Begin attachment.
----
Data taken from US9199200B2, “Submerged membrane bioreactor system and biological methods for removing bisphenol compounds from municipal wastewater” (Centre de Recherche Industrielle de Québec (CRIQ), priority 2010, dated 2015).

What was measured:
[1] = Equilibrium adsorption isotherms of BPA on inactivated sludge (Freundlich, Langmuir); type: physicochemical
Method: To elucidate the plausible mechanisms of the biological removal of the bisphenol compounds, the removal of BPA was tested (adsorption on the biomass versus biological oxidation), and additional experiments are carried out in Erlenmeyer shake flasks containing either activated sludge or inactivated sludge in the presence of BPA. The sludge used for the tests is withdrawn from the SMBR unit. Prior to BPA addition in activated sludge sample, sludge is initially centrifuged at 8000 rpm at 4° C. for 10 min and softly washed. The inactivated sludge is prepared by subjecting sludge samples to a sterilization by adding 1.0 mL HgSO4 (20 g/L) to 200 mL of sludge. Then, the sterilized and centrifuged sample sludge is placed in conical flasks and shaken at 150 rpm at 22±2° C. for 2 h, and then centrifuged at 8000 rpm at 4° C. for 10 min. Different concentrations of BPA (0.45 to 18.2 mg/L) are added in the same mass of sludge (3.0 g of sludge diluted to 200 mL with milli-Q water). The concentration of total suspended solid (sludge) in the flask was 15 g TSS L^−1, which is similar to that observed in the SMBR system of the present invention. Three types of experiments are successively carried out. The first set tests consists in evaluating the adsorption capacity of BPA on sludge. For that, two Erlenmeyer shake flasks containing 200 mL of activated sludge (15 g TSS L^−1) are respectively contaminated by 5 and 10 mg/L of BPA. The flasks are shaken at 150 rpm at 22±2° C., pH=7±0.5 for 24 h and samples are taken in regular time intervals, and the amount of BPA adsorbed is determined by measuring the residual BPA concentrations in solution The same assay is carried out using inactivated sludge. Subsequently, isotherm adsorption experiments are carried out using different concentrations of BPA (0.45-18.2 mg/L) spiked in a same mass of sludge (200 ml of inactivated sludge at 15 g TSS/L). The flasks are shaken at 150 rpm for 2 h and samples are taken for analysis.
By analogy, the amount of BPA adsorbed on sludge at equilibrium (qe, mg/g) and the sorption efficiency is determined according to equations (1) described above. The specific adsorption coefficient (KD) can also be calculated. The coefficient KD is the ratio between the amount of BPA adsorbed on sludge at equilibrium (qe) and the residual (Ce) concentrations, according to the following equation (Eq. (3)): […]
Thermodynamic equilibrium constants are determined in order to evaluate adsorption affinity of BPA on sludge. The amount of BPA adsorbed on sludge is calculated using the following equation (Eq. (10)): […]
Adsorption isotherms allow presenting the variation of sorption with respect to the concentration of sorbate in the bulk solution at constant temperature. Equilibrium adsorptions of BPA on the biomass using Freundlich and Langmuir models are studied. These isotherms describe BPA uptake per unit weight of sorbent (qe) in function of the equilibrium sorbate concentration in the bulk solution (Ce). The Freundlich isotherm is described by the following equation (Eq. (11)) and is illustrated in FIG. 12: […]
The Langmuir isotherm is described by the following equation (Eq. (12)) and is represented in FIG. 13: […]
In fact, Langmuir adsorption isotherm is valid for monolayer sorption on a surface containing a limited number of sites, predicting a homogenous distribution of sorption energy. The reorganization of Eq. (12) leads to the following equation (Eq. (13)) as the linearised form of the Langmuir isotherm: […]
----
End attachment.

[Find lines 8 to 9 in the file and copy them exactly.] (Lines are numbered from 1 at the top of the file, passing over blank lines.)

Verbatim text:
The Langmuir isotherm is described by the following equation (Eq. (12)) and is represented in FIG. 13: […]
In fact, Langmuir adsorption isotherm is valid for monolayer sorption on a surface containing a limited number of sites, predicting a homogenous distribution of sorption energy. The reorganization of Eq. (12) leads to the following equation (Eq. (13)) as the linearised form of the Langmuir isotherm: […]